“ADAPTATION 2021”…Ethnic Restaurant owners share their experience during pandemic
@RestaurantsCA #RCshow MEDIAinTORONTO organized Last January a virtual meeting “ADAPTATION 2021” with some of the #ethnic #restaurants owners of small and medium businesses to talk about their experience during the pandemic last year and what did they do to float their businesses through the pandemic.
The meeting was attended by Dr. Hussam Mahmoud, Owner, Roman Zaman Restaurant, Samer Rahwanji Owner, Tria Cafe and Bakery and Mohamed Saleh Owner, Masrawy Kitchen.
Click here to attend the full webinar
Samer Rahwanji talked about his tough experience during 2020 and how his business “Tria” was badly affected as the landlord closed the business as he did not want to participate in the government’s rental support program and he did not reach an agreement with him.
He said he talked to everyone trying to solve the problem, but nothing happened.
For his part, Mohamed Saleh, Owner of Masrawy, said that the situation was so harsh. “We still were lucky that we had takeout on catering because we started off as caterers fixed cost and the variable costs never changed for we were doing, what was like 20% of what we were doing before. Maybe even less at some days I remember seeing and wondering like how we’re going to deal with this.”
“I’ll just tell you what worked for me and what didn’t work for me. I had a lot of people, I had the same scenario with my landlord. So, I literally just realised that I’m not going to get help from anybody and at that time the subsidies started so I quickly got the subs whatever I could get from the government including that 40,000 that would help. I stored it and then I basically just did my best to boost out marketing and promote the take home because I had, that’s basically what I was living off over. What people didn’t know is our margins were literally it was already too small, and then delivery apps are eating whatever was left of that margin,” he said.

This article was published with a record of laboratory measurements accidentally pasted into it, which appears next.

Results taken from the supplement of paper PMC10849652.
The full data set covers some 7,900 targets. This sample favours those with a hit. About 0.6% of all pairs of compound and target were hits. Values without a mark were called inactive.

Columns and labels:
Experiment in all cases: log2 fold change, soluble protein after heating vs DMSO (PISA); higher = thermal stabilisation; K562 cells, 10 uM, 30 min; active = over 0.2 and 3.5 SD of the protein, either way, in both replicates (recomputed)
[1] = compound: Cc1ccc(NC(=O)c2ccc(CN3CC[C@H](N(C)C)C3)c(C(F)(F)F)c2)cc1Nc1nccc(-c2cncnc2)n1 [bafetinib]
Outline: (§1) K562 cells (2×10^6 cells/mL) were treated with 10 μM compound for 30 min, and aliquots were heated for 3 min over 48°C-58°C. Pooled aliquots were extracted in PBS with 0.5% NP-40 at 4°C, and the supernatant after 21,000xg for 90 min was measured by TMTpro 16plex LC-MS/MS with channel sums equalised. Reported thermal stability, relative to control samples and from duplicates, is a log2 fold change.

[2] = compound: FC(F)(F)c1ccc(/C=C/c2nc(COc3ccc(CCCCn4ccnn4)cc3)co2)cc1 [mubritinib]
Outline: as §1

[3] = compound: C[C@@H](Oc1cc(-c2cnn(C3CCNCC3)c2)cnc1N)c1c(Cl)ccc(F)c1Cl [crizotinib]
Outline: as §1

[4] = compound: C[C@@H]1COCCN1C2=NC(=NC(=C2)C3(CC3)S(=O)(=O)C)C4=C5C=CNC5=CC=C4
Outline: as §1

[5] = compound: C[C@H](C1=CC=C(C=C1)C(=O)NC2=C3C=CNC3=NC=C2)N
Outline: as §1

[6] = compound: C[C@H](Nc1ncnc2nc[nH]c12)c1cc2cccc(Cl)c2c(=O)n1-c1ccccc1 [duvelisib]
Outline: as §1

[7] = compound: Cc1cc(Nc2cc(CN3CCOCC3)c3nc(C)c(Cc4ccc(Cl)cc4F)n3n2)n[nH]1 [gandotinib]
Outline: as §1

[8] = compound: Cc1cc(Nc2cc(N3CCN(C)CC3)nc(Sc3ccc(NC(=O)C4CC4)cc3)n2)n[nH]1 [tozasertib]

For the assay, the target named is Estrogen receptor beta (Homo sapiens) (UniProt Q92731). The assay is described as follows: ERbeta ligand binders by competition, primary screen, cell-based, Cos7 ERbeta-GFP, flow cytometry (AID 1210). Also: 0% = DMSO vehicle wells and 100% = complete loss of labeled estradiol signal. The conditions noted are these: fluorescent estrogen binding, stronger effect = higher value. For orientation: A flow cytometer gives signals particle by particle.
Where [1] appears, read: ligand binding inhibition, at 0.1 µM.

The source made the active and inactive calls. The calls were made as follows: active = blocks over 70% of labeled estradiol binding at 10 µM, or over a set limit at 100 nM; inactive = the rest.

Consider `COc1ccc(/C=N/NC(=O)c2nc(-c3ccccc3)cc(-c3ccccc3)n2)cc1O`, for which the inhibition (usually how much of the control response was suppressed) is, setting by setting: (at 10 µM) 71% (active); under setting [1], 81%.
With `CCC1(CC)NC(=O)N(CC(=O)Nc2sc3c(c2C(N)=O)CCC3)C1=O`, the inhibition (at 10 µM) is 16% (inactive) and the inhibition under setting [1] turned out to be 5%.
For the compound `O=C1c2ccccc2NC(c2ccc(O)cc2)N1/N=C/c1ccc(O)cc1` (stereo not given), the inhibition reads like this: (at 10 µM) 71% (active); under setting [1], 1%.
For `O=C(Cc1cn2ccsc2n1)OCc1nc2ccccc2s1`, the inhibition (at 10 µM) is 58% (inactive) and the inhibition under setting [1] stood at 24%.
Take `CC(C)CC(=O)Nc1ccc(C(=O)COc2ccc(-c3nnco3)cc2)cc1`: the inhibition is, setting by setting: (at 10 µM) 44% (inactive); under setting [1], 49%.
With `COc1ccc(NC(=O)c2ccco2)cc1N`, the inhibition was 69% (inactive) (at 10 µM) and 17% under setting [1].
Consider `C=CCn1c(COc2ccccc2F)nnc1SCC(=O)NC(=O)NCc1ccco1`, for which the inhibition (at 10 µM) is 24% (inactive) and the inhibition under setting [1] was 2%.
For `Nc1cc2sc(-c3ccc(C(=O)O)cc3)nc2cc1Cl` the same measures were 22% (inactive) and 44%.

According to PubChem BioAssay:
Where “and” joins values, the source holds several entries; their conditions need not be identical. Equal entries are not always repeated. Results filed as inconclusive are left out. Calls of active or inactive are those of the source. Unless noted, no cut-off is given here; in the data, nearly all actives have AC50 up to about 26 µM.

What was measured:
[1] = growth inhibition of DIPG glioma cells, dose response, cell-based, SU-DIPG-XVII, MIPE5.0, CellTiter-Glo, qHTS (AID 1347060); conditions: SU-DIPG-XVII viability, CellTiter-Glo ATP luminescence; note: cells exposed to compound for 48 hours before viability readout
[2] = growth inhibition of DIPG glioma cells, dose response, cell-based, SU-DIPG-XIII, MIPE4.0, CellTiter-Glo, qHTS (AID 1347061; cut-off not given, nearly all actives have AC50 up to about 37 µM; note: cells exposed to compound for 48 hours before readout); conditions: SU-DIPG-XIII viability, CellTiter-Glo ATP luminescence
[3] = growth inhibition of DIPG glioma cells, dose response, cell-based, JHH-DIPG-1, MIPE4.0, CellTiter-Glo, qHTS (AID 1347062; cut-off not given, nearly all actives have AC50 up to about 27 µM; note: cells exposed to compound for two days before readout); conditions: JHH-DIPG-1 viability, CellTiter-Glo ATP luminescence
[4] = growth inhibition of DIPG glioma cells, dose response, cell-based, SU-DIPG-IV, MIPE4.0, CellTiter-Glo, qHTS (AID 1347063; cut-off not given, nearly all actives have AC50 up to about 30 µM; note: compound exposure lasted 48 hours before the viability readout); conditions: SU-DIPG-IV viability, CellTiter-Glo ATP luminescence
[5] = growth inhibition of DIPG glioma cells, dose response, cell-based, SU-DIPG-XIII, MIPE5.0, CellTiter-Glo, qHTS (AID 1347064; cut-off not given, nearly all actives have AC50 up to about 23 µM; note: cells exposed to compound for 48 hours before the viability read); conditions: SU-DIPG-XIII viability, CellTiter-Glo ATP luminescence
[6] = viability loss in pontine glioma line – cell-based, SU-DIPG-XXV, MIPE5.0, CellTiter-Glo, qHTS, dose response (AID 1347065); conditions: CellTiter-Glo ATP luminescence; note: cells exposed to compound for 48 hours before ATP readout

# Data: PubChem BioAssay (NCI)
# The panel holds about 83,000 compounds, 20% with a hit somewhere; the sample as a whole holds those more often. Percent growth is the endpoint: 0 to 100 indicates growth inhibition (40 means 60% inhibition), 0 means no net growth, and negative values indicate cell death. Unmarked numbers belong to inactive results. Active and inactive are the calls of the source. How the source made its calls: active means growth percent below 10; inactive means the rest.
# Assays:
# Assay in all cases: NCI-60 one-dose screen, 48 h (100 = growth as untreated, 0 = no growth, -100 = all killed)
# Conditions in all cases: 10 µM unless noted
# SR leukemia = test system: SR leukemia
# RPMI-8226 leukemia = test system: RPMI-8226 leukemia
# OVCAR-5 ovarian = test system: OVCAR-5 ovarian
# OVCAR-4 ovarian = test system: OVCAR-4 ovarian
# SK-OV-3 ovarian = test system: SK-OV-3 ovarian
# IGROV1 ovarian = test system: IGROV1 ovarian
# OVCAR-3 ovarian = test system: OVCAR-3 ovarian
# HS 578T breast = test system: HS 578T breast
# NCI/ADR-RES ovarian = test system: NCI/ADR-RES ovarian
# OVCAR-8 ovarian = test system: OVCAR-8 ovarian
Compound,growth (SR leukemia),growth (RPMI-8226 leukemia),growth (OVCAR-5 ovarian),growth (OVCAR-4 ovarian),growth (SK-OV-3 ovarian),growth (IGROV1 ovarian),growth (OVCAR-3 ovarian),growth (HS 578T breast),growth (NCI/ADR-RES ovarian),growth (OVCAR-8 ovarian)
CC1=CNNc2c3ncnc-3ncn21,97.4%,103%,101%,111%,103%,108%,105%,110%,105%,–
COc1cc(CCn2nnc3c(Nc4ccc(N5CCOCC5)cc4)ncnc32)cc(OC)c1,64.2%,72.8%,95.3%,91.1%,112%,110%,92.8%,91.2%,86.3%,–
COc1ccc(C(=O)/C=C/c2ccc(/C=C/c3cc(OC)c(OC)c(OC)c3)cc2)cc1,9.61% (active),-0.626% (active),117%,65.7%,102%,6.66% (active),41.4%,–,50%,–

For Dr. Hussam Mahmoud he came up with something different to try to help his business to survive, he made his own MobileAPP.
“It was hard. I believe it was extremely harsh on the restaurants, especially when I look at it as the numbers they were always announcing. And the reason for the lockdowns that all the restaurants got hit with. It has nothing to do with the restaurant and that where it was honestly frustrating because when they locked us down the numbers kept increasing. So it was so obvious has nothing to do with the restaurants, especially that we did the social distancing lots of restaurants put the Plexiglas in order to separate between booth and between tables,” he said.
“They locked all Ontario, mainly peel. And that’s the biggest area of the whole GTA I believe, and they kept the small areas and everyone was started floating into that area, still they kept it open, and the people who got hit, honestly, is the people on the peel which is us, mainly in Mississauga, and Brampton. I live in Oakville. It’s exactly like 10 minutes away from my restaurant, and it’s so funny that restaurants in Oakville are open and in peel are closed.”